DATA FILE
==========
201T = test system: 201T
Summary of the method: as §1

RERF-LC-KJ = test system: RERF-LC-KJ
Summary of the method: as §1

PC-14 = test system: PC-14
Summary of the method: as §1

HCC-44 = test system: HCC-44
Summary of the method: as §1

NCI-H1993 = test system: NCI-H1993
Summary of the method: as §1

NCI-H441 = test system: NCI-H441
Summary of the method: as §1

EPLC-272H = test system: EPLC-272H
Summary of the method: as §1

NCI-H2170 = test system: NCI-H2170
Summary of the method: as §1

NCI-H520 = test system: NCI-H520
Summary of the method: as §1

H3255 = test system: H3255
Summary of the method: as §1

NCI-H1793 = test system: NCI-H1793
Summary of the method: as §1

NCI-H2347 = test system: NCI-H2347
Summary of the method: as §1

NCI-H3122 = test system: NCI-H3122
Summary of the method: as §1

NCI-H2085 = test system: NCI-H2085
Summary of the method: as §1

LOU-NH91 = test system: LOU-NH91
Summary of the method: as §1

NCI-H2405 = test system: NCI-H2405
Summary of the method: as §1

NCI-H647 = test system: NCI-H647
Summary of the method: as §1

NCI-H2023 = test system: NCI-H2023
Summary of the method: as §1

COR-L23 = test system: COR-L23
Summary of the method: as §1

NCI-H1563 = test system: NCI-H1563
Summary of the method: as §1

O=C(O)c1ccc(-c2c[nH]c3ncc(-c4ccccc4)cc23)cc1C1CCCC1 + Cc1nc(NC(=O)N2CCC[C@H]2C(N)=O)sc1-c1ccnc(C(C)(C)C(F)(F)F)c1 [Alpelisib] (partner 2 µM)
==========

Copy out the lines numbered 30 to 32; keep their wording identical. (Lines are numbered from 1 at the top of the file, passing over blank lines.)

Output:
Summary of the method: as §1

NCI-H2405 = test system: NCI-H2405
Summary of the method: as §1